first to Cuba and then to Mexico. In Mexico, he became a wealthy landowner and lawyer. Because of
financial difficulties, Hughes's mother moved frequently in search of steady work, often leaving him with her
parents. His grandmother Mary Leary Langston was the first black woman to attend Oberlin College. She
inspired the boy to read books and value an education. When his grandmother died in 1910, Hughes lived with
family friends and various relatives in Kansas. In 1915 he joined his mother and new stepfather in Lincoln,
Illinois, where he attended grammar school. The following year, the family moved to Cleveland, Ohio. There
he attended Central High School, excelling in both academics and sports. Hughes also wrote poetry and short
fiction for the Belfry Owl, the high school literary magazine, and edited the school yearbook. In 1920 Hughes
left to visit his father in Mexico, staying in that country for a year. Returning home in 1921, he attended
Columbia University for a year before dropping out. For a time he worked as a cabin boy on a merchant ship,
visited Africa, and wrote poems for a number of American magazines. In 1923 and 1924 Hughes lived in
Paris. He returned to the United States in 1925 and resettled with his mother and half-brother in Washington,
D.C. He continued writing poetry while working menial jobs. In May and August of 1925 Hughes's verse
earned him literary prizes from both Opportunity and Crisis magazines. In December Hughes, then a busboy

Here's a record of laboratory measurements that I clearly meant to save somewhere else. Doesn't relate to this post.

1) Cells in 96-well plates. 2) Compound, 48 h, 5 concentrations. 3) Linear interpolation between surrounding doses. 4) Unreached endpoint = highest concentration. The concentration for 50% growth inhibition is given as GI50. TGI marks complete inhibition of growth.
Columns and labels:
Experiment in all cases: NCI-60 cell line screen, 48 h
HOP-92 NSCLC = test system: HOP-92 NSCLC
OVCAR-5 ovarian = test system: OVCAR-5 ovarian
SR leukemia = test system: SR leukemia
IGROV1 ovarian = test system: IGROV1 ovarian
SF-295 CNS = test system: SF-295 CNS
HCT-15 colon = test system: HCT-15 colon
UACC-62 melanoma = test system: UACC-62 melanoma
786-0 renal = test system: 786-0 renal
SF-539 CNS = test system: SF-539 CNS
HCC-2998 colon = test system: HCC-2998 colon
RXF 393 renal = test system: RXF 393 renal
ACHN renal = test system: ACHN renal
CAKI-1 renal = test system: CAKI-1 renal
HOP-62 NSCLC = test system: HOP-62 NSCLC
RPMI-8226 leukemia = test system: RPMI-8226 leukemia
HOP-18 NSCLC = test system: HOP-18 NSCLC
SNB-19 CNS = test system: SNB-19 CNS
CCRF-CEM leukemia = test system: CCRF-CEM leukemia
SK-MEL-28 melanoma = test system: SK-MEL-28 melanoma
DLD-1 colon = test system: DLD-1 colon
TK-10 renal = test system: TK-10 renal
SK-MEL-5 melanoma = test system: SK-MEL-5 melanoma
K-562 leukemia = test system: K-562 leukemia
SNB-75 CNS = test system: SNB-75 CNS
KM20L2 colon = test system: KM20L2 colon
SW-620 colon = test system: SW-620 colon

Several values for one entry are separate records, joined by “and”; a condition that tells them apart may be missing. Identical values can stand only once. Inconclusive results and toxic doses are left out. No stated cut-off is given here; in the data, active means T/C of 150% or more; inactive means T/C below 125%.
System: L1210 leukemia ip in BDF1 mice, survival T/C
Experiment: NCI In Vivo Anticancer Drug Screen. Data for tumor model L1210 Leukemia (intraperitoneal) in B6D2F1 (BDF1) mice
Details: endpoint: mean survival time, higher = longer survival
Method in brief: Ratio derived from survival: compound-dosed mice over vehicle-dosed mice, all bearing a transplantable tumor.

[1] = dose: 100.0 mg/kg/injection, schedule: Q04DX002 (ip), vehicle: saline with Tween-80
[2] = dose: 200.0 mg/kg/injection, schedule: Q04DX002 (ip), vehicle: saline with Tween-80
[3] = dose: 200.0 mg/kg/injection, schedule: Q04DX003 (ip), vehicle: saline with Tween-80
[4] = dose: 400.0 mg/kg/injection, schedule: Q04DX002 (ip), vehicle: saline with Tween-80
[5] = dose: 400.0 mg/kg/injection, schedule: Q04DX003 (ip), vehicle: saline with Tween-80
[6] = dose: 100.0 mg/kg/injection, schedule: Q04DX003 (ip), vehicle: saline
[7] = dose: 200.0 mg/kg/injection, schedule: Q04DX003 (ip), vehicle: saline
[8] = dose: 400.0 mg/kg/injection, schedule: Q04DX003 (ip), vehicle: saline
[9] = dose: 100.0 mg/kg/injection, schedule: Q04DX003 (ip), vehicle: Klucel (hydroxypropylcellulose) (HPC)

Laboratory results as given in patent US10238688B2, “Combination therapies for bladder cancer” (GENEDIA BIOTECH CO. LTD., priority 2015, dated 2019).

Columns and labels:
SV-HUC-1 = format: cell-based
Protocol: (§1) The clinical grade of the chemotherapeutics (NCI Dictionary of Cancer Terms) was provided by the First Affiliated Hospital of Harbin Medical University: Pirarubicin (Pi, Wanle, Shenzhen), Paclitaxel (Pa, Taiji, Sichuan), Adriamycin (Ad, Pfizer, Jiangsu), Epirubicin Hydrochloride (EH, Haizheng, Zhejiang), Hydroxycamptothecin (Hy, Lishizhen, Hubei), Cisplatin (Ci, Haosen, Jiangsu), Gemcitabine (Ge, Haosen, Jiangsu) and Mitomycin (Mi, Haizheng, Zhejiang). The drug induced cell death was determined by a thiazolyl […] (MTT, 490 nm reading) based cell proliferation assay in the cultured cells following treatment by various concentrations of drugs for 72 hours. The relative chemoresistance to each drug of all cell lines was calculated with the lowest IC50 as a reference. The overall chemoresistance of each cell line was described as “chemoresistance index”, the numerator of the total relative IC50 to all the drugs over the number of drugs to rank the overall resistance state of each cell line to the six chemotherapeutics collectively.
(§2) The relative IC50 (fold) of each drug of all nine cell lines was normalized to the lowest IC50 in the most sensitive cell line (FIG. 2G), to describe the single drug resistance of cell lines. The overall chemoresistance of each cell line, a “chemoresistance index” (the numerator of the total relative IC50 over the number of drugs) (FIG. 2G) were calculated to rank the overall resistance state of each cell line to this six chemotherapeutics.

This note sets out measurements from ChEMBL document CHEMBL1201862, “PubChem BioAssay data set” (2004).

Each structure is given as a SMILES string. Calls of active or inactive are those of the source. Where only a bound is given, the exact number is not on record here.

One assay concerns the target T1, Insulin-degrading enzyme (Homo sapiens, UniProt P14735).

at a Washington, D.C, hotel, attracted the attention of poet Vachel Lindsay by placing three of his poems on
Lindsay's dinner table. Later that evening Lindsay read Hughes's poems to an audience and announced his
discovery of a "Negro busboy poet." The next day reporters and photographers eagerly greeted Hughes at
work to hear more of his compositions. He published his first collection of poetry, The Weary Blues, in 1926.
Around this time Hughes became active in the Harlem Renaissance, a flowering of creativity among a group
of African-American artists and writers. Hughes, Zora Neale Hurston, and other writers founded Fire!, a
literary journal devoted to African-American culture. The venture was unsuccessful, however, and ironically a
Harlem: Introduction 2
fire eventually destroyed the editorial offices. In 1932 Hughes traveled with other black writers to the Soviet
Union on an ill-fated film project. His infatuation with Soviet Communism and Joseph Stalin led Hughes to
write on politics throughout the 1930s. He also became involved in drama, founding several theaters. In 1938
he founded the Suitcase Theater in Harlem, in 1939 the Negro Art Theater in Los Angeles, and in 1941 the
Skyloft Players in Chicago. In 1943 Hughes received an honorary Doctor of Letters from Lincoln University,
and in 1946 he was elected to the National Institute of Arts and Letters. He continued to write poetry
throughout the rest of his life, and by the 1960s he was known as the "Dean of Negro Writers." Hughes died
in New York on May 22, 1967.
Harlem: Summary
Line 1:
The speaker of this poem, who may represent Hughes, poses a large, open question that the following